Once the “H” frame parts were ready the time came for some ergonomics and design. My handle is quite simple, it includes a few curves that can be cut with a band saw or a coping saw, or chopped out with a chisel.
I decided to use a chisel because I wanted to emulate what my students would be doing once they start the project. I believe that a chisel would give them more control than a coping saw. To help in preventing unintentional over-chopping, perhaps even splitting the arms, I cut a few relief kerfs every inch or so.
After I finished chiseling I used a rasp and a file to fine tune the design, then I cut the kerfs for the hacksaw blade. I used a rip saw first and then I enlarged the kerf with the hacksaw blade itself.
After driving holes for the saw’s pins (in our case we used screws) and cutting the twine tensioning key, the saw was ready. I showed my students the saw with one arm in the “raw” while the other arm was completed to help them visualize the project’s progression.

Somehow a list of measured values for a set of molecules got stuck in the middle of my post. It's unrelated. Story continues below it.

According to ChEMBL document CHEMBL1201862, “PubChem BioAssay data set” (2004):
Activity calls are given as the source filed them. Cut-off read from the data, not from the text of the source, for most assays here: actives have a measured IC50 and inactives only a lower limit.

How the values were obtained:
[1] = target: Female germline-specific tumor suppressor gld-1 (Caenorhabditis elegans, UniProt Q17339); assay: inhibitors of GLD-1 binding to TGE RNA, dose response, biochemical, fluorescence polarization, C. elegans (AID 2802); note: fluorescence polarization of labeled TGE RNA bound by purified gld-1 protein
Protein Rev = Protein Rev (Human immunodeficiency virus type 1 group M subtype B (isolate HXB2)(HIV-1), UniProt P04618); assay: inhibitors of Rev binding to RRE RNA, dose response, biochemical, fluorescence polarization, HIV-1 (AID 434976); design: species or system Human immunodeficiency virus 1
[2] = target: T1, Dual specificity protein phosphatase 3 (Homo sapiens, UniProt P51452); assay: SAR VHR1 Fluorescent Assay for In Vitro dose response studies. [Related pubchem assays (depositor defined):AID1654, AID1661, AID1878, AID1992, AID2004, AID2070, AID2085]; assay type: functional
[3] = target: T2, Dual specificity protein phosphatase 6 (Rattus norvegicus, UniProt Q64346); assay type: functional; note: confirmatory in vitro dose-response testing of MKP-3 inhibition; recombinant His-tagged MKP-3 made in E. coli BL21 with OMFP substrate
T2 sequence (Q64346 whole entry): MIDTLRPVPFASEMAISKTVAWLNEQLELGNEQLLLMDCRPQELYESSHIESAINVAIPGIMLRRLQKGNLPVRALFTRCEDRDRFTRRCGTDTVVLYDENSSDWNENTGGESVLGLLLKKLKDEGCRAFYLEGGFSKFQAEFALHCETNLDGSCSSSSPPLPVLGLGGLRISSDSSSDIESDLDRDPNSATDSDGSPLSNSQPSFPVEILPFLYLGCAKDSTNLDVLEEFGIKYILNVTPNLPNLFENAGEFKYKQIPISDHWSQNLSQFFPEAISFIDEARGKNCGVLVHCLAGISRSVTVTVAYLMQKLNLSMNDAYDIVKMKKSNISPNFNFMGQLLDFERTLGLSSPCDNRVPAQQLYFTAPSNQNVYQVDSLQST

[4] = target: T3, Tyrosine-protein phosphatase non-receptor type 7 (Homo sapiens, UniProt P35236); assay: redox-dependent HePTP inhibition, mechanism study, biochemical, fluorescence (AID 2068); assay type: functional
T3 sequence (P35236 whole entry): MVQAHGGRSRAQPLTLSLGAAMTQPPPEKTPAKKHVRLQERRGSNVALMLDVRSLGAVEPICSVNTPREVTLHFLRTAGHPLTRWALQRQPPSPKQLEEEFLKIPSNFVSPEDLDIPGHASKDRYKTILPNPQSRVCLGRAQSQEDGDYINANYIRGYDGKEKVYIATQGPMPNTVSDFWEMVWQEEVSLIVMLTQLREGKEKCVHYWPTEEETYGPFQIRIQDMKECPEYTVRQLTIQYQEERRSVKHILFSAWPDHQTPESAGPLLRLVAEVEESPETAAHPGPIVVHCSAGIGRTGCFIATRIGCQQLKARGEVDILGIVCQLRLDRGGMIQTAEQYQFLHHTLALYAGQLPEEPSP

About the blade: The saw blade that I installed in my prototype is a Nicholson hacksaw 12” blade, 18TPI. It is inexpensive and thin, which is an advantage when sawing wood.
I wish one of the saw manufacturers would have offered a 12” blade with Japanese teeth, or even just a Western pattern; this would enable the owners of hacksaws to comfortably saw wood and would also provide my students with a pretty good blade, making this saw project a winner among beginners and seasoned woodworkers alike.
Later this spring I promise to show a few of my student’s saws, which they are currently working on.
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